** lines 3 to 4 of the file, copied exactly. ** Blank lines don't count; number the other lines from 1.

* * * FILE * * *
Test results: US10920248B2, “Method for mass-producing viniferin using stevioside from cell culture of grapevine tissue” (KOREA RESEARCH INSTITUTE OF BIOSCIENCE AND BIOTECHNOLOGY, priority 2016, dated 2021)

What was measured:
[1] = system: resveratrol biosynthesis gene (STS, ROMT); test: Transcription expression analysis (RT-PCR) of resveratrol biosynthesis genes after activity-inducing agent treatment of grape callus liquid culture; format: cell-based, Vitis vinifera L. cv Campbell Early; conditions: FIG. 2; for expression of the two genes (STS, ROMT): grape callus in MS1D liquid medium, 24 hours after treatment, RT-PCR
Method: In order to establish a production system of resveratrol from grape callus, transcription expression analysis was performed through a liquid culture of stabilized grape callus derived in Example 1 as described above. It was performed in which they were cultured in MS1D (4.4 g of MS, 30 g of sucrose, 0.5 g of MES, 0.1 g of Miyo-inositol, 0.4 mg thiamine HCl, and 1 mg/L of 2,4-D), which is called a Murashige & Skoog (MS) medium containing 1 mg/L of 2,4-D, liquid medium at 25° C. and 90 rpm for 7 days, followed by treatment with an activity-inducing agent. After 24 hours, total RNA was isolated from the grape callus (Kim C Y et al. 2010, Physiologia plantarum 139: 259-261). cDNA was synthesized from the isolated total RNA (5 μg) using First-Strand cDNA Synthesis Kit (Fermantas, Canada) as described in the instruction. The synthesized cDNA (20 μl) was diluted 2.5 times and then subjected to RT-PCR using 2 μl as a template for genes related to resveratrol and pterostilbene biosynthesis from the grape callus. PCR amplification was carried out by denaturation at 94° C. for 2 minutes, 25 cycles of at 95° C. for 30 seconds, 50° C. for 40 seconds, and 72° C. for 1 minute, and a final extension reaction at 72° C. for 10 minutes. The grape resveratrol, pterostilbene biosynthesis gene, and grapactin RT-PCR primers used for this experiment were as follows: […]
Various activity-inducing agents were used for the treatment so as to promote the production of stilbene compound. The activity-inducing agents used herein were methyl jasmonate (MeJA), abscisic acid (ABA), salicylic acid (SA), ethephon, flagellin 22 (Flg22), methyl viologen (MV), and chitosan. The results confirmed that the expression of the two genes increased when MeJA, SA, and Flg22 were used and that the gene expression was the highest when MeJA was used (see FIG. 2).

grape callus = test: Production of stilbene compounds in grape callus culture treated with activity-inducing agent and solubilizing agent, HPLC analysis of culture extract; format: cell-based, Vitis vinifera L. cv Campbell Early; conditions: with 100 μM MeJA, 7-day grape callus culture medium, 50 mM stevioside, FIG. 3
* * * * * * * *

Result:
[1] = system: resveratrol biosynthesis gene (STS, ROMT); test: Transcription expression analysis (RT-PCR) of resveratrol biosynthesis genes after activity-inducing agent treatment of grape callus liquid culture; format: cell-based, Vitis vinifera L. cv Campbell Early; conditions: FIG. 2; for expression of the two genes (STS, ROMT): grape callus in MS1D liquid medium, 24 hours after treatment, RT-PCR
Method: In order to establish a production system of resveratrol from grape callus, transcription expression analysis was performed through a liquid culture of stabilized grape callus derived in Example 1 as described above. It was performed in which they were cultured in MS1D (4.4 g of MS, 30 g of sucrose, 0.5 g of MES, 0.1 g of Miyo-inositol, 0.4 mg thiamine HCl, and 1 mg/L of 2,4-D), which is called a Murashige & Skoog (MS) medium containing 1 mg/L of 2,4-D, liquid medium at 25° C. and 90 rpm for 7 days, followed by treatment with an activity-inducing agent. After 24 hours, total RNA was isolated from the grape callus (Kim C Y et al. 2010, Physiologia plantarum 139: 259-261). cDNA was synthesized from the isolated total RNA (5 μg) using First-Strand cDNA Synthesis Kit (Fermantas, Canada) as described in the instruction. The synthesized cDNA (20 μl) was diluted 2.5 times and then subjected to RT-PCR using 2 μl as a template for genes related to resveratrol and pterostilbene biosynthesis from the grape callus. PCR amplification was carried out by denaturation at 94° C. for 2 minutes, 25 cycles of at 95° C. for 30 seconds, 50° C. for 40 seconds, and 72° C. for 1 minute, and a final extension reaction at 72° C. for 10 minutes. The grape resveratrol, pterostilbene biosynthesis gene, and grapactin RT-PCR primers used for this experiment were as follows: […]